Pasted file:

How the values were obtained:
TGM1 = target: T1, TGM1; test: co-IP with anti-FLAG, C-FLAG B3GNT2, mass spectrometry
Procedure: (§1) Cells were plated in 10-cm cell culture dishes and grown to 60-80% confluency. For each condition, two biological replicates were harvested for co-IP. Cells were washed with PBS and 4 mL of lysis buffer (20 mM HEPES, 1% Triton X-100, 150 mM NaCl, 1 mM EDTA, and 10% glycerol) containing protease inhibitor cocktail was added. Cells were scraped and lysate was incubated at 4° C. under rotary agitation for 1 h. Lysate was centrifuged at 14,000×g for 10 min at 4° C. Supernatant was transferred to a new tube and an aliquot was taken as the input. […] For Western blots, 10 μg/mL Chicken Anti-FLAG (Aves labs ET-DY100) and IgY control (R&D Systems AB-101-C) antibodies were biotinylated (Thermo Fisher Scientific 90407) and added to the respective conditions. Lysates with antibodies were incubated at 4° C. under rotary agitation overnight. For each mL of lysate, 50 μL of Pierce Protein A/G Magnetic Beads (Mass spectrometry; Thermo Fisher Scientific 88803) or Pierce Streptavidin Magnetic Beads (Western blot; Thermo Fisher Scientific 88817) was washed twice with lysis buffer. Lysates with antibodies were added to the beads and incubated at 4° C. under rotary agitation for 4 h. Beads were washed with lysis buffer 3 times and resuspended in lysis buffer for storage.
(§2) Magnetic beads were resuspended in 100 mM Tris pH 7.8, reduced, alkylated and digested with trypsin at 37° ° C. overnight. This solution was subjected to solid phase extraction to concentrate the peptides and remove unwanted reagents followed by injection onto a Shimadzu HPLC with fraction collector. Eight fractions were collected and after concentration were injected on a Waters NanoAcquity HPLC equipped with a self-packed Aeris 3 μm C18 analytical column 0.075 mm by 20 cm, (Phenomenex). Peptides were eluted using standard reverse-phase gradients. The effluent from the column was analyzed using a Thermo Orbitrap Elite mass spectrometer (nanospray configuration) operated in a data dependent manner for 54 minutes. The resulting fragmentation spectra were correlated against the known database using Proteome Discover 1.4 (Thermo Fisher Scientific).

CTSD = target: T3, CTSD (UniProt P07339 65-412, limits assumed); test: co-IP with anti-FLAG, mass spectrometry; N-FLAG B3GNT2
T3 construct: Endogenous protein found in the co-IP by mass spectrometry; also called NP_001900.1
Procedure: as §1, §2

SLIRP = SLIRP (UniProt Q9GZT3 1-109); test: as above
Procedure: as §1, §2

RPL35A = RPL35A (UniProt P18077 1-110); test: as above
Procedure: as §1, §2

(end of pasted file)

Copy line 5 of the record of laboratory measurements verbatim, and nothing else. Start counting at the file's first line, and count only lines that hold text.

CTSD = target: T3, CTSD (UniProt P07339 65-412, limits assumed); test: co-IP with anti-FLAG, mass spectrometry; N-FLAG B3GNT2